The Penang Girl’s Beer
Not the least of the European beers that sought an early market in the former British Malaya was Kloster Bier, originally from Neustadt, Germany, today a suburb of Bremen.
From the 1930s until the brand’s demise in Thailand some years ago the label was a characteristic white, as shown below (source: the Can Museum):
Labels, bottles, and other paraphernalia regularly appear for the brand on auction sites, see e.g. this atmospheric bottle, also connected to the early Thai market. At the time the brand was still imported.
While originally German, Kloster was later produced in Thailand under license. It seems it was sold in Germany as well into the 1960s, but with a different label, e.g. this can, also at Can Museum.
Neustadt Kloster must be distinguished from Weltenburger Kloster and other Kloster brands in Germany, as kloster simply means cloister, the enclosed part of a monastery.
The term evokes in other words a monastic brewing tradition, generally in the distant past. Breweries since the 19th century sometimes trade on the association, to varying degrees of authenticity.
I discuss Neustadt Kloster Bier in my recent paper “An Outline on Beers and Brewing in British Malaya: 1827-1957. Part I”. It may be purchased from the U.K.-based Brewery History Society, details on request.
As I set out there, by 1933 the Kloster label was owned by Beck’s Brewery of Bremen. It may be viewed somewhat like Beck’s-owned St. Pauli Girl, one of a stable of Beck’s brands sent to specific markets.*
I first learned of Kloster in the article “Cosmopolitanism and the Modern Girl: A Cross-Cultural Discourse in 1930s Penang” by Su Lin Lewis, a British academic. It was published in the journal Modern Asian Studies in 2009 by Cambridge University Press.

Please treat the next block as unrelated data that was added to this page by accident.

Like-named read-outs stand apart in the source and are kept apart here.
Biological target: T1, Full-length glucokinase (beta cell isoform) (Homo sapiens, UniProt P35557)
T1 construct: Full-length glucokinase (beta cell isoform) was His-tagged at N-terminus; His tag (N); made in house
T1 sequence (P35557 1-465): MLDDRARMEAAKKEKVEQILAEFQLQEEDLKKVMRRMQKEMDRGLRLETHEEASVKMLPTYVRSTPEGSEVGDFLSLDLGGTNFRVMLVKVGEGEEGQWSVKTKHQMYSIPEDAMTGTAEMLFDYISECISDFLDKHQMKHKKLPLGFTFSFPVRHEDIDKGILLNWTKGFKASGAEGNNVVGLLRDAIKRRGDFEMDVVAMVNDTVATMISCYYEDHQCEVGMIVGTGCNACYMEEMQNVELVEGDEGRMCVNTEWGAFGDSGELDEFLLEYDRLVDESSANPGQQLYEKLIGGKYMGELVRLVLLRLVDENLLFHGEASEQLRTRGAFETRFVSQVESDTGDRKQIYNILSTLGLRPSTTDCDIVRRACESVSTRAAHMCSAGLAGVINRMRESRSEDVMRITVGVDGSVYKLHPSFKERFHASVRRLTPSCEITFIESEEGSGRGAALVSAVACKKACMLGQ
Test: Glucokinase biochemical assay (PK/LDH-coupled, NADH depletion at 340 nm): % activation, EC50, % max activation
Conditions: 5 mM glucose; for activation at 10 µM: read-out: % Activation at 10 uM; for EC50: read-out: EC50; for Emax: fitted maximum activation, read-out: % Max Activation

The article abstract notes:
In the 1920s and 1930s, the Modern Girl emerged in advertisements, cinema and public discourse all over the globe … Lively debates about the Modern Girl in Penang’s English press wrestled with the tensions between cultural authenticity, diversity and modernity … The Modern Girl thus represents a new way of looking at the history of colonial Malaysia in the interwar period: one not focused on ethnic nationalism and communalism, but on a shared, multi-ethnic mode of belonging rooted in the globalist environment of the late colonial port-city.
Lewis’ article is most insightful, and mentions Kloster among other international products, such as Pepsodent, promoted with verve in 1930s Malaya to the upmarket segment of a multi-ethnic society.
Malaya, as today for its successors Malaysia and Singapore, featured a multi-racial populace comprised mainly of Malay, Chinese, and Indian groupings. This tripartite classification can be simplistic given the many sub-divisions among these groups, including as to language. But frequently it is still used to describe the main cultural and ethnic groupings.
Malaya counted yet further ethnicities. In the 1930s these including the Japanese, a small European and Eurasian population, and persons of Middle East origin.
I explain in my paper how Kloster vied with other brands, both local and imported, for a market that encompassed in part the segment limned by Lewis.
As for Beck’s itself, which I discussed earlier, Kloster seems to have had mainly an international career, with eastern Asia demarcated in particular to this end. The brand appeared in the former Java (now Indonesia), Japan, Thailand, and probably elsewhere in Asia.